Stomme poes
Stomme poes's picture
Offline
Elder
Netherlands
Last seen: 8 years 42 weeks ago
Netherlands
Timezone: GMT+2
Joined: 2008-02-04
Posts: 1854
Points: 378

There are "web safe" fonts.

There are "web safe" fonts. Fonts that you can pretty much assume 80%+ of your audience has, even Linux users. However as Ed said there will always be some guy out there without a single font you list, ever.

The safest ways involve:
setting web-safe fonts in order of your preference, followed by the family-type (serif, sans-serif, monospace) (I don't mess with blackletter or fantasy cause I've never seen them actually work anywhere). One thing to be careful of is that some fonts at the same font-size will be larger or smaller than the others in their group. This can affect layouts depending on how large/long your words are.

Verdana is larger than other sans-serifs (arial, helvetica) while trebuchet ms is a hair smaller. It seems all of the new Vista fonts are much smaller (almost by a whole font size) than their related counterparts.

Lucida seems to be also larger, at least as large as Verdana. Verdana will always take precedence with me because of how easily it shows the difference between I and l. Arial, helvetica, et al have major issues with these two letters. EYE !=ELL

Georgia is larger than other serifs (times, times new roman) and remember that it and a few other fonts (garamond? forget who else) have dropped numbers (some numbers sit with parts below the baseline).

I don't usually use funky fonts, a shame, so I often have

font: bold 1em/1.1em gotham, helvetica, arial, sans-serif; (I used to have verdana in those but in things like my forms the difference between verdana and helvetica or arial was too great, as I have long Dutch words and whether a word would wrap was completely dependent on the font size).

the computer should first look for gotham (unlikely but if it has it, it's very nice), then helvetica (fairly standard on Macs and Windows), then arial, and if none of those are found, it will default to whatever sans-serif it has, so at least people still get sans-serif.

font: bold 1em/1.1em georgia, garamond, times, "times new roman", serif;

font: bold 1em/1.em courier, "courier new", mopnospace;

Sometimes I try to add some more Linux/Unix fonts to those, depending.

On a header I have, which was designed in Impact originally:
font: bold small-caps 36px/50px impact, "arial black", "bitstream vera sans bold", verdana, sans-serif;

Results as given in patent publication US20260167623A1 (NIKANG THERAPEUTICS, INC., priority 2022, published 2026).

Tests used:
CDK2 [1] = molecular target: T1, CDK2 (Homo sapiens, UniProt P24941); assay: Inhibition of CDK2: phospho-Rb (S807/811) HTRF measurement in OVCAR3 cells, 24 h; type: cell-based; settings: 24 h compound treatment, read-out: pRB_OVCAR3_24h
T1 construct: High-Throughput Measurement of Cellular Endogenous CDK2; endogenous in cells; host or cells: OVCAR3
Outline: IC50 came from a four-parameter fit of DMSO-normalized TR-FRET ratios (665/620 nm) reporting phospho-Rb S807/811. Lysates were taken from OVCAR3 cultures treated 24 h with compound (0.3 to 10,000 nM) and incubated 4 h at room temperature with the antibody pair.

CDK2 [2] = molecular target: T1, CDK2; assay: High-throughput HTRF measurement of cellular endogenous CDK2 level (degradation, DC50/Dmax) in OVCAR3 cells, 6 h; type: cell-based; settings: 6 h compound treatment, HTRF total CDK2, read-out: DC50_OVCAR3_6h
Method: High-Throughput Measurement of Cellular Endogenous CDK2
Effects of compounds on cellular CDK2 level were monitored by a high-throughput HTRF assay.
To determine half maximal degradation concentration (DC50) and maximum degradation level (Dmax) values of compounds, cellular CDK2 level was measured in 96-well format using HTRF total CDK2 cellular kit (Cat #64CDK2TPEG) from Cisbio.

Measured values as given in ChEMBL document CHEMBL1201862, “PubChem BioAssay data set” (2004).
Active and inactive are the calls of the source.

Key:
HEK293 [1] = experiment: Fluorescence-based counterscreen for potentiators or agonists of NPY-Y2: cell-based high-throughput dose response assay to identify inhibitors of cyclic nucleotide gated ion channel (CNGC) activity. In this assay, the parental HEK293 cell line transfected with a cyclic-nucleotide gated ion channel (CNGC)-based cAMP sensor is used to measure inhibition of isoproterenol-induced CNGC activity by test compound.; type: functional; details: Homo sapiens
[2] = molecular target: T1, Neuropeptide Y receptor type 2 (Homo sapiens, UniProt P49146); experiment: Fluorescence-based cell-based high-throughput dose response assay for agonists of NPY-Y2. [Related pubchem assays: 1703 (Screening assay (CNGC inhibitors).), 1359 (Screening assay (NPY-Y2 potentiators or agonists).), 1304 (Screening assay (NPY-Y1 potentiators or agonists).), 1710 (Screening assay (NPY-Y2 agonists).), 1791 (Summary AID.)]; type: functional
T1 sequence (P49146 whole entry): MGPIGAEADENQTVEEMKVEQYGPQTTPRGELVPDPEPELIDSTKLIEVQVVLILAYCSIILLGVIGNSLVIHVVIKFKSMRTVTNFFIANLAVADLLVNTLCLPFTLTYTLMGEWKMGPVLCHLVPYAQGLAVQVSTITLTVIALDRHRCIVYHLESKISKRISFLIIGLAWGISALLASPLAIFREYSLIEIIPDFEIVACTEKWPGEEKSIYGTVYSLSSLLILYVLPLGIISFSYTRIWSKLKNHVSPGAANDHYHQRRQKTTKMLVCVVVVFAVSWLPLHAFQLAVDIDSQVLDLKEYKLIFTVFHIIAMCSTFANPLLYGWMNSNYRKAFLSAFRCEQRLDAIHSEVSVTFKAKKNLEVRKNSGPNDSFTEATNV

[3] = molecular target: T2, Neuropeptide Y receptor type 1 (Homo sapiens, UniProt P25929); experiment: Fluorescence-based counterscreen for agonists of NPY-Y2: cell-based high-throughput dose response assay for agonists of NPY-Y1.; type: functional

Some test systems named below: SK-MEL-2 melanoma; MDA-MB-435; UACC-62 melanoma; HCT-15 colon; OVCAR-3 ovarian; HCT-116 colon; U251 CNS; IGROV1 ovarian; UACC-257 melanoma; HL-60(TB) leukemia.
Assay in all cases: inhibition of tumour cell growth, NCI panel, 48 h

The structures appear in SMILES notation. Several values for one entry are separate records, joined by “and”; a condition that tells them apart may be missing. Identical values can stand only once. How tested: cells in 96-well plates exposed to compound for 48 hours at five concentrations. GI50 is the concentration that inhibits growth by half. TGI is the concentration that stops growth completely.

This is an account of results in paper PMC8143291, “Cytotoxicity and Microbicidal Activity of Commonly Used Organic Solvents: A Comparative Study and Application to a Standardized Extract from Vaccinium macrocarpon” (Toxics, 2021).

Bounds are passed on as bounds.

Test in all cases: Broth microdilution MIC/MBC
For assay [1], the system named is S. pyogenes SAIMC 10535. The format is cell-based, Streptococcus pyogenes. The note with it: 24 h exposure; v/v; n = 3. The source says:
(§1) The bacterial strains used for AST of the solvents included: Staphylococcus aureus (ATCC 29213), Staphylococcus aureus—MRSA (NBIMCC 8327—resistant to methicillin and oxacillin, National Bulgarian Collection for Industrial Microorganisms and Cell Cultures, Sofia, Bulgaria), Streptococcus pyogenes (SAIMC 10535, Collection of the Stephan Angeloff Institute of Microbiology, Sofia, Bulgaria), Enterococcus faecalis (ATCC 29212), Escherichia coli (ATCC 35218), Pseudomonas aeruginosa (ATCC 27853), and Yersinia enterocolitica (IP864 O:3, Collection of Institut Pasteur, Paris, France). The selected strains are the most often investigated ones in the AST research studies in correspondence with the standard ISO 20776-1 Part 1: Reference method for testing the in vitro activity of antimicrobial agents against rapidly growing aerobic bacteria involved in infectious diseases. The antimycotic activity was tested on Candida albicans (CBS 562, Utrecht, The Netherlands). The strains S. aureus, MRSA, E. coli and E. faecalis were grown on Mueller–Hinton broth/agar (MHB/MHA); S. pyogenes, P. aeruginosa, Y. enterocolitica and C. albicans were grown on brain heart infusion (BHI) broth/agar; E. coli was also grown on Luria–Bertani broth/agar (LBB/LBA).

People will in any case get a bold sans font.

*edit here's a link I sometimes use to check stuff: http://www.codestyle.org/css/font-family/sampler-CombinedResults.shtml
and I'm using a Linux machine (debian-based) but with Ms True-type fonts installed for GIMP which seem to sometimes affect my browsing (I can see Comic Sans now but still can't see Cooper Black).

I'm no expert, but I fake one on teh Internets

Ed Seedhouse
Ed Seedhouse's picture
Offline
Guru
Victoria British Columbia
Last seen: 33 weeks 6 days ago
Victoria British Columbia
Timezone: GMT-8
Joined: 2005-12-14
Posts: 3570
Points: 675

unfinishedsweet wrote:What

unfinishedsweet wrote:

What about Verdana and Arial ? aren't they quite standard?

See Stomme poes' answer for a good summary. Neither Verdana nor Arial will be available on Linux systems and possibly not on Macs either.

Quote:

I need to use some serif font in my design.

font-family: serif;

Will make the browser use it's default serif font. Of course it can still be easily overridden in the browser and the user can force all fonts to sans-serif if they like.

I say again - if your design depends on a specific font or font size to be useable it is a broken design. The Web just isn't paper.

Your proposed sans-serif family is bad if you are wedded to a particular font size. Verdana is much larger appearing than Arial for the same pixel size.

I just tend these days to use "Font-family: sans-serif" on the html or body element. If the user has selected a font they like who am I to override their choice? But then I keep my designs simple and flexible and count on content to attract users.

I don't go to web sites for their design anyway, but for their information. Really bad design can drive me away, but good design can't keep me around if the content is missing or irrelevant.

Ed Seedhouse

Posting Guidelines

Watch out! I am carrying irony, sarcasm and satire, and know how to use them.